Mobility For Parkinson’s Disease

Mobility For Parkinson’s Disease
48” x 24” Mixed Media, Gesso, Gouache, Latex on Board
by
Richard Theroux

Richard Theroux

Rich Theroux is a local artist, educator, author, and community leader. He has been running (Gorilla) now Rumble House for nearly 9 years. Through the arts space he has had the joy of meeting incredible people within the Calgary community and was introduced to Your Brain on Art last summer. He has been in conversation with incredible scientists from the University of Saskatchewan including Alison Oates and those conversations evolved into a kinetic painting based on her research. Their work on stabilizing patients through external input was greatly inspirational to Rich as his mother is currently dealing with the stages of Parkinson's and all the effects the disease has on the balance centre of the body. Rich started with the background, stepping in paint and walking across the board. He then brought in a model, Georgia, to stand in for his mother who was unable to make it to the studio. The resulting portrait is a combination of Georgia and Priscilla. To finish this piece, the sense of balance was achieved by attaching the whole painting to a swivelling back. The two anchors are reminiscent of the external anchors that Alison and her team were working on experiments with.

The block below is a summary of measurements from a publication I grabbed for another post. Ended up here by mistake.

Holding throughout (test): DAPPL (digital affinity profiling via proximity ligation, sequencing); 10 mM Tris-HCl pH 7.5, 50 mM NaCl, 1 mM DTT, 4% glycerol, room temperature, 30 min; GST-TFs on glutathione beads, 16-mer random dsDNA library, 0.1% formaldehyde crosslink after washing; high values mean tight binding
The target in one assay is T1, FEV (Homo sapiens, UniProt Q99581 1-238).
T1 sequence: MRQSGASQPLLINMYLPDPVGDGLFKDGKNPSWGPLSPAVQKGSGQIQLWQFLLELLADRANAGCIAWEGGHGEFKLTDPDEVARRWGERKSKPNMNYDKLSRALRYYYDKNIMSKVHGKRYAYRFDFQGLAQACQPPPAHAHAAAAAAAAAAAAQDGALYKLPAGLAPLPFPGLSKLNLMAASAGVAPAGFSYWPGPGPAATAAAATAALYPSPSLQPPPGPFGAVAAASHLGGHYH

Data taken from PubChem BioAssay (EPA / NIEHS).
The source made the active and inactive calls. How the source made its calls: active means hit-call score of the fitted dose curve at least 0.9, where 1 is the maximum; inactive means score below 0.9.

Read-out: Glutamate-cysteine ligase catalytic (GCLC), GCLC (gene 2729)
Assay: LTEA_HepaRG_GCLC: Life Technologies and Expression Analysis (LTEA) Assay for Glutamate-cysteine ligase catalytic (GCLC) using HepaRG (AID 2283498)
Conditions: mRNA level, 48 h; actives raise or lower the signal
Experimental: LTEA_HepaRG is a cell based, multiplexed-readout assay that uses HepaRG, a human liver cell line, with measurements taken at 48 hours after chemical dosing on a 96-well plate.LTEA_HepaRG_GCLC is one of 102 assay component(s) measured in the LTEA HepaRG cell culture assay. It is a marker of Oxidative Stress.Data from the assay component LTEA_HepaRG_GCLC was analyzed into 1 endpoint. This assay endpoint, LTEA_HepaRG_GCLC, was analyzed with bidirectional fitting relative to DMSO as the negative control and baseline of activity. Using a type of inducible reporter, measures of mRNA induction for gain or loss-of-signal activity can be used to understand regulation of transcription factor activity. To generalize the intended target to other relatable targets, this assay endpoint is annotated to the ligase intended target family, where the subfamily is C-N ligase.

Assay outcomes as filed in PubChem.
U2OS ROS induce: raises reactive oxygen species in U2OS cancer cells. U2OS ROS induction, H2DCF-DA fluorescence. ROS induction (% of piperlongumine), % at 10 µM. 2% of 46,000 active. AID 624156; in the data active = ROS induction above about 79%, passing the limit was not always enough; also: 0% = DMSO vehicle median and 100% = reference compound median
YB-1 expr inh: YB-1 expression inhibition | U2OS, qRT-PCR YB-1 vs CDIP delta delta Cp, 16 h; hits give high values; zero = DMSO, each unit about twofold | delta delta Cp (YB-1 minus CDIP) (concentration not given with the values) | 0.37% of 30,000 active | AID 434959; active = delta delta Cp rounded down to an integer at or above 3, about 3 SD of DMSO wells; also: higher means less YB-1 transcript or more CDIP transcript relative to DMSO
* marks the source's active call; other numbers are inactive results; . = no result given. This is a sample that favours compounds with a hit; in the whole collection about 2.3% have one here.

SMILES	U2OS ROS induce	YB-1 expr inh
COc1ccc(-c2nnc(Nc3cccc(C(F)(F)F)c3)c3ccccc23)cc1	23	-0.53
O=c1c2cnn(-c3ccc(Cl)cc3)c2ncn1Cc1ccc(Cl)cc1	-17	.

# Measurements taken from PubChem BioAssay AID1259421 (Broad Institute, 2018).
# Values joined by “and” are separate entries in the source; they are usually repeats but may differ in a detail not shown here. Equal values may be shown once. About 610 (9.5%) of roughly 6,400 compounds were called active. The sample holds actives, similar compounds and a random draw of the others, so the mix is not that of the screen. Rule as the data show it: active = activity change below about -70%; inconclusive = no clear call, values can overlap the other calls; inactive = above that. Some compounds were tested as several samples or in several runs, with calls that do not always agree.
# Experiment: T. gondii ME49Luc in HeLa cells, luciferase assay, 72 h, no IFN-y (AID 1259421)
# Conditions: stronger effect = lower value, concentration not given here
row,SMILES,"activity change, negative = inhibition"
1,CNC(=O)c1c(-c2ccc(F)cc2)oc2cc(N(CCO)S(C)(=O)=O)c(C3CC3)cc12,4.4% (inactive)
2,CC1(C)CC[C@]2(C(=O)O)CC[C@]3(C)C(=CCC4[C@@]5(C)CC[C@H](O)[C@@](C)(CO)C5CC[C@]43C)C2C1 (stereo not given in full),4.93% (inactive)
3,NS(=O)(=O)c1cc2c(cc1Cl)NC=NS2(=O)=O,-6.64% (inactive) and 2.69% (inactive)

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Rich has been in conversation with incredible scientists from the University of Saskatchewan including Alison Oates and those conversations evolved into a kinetic painting based on her research. Their work on stabilizing patients through external input was greatly inspirational to Rich as his mother is currently dealing with the stages of Parkinson's and all the effects the disease has on the balance centre of the body. Rich started with the background, stepping in paint and walking across the board. He then brought in a model, Georgia, to stand in for his mother who was unable to make it to the studio. The resulting portrait is a combination of Georgia and Priscilla. To finish this piece, the sense of balance was achieved by attaching the whole painting to a swivelling back. The two anchors are reminiscent of the external anchors that Alison and her team were working on experiments with.

Dr. Alison Oates

Dr. Alison Oates

Associate Professor, University of Saskatchewan
Use of Haptic Anchors to Improve Balance and Mobility in Aging Populations
Read more about this research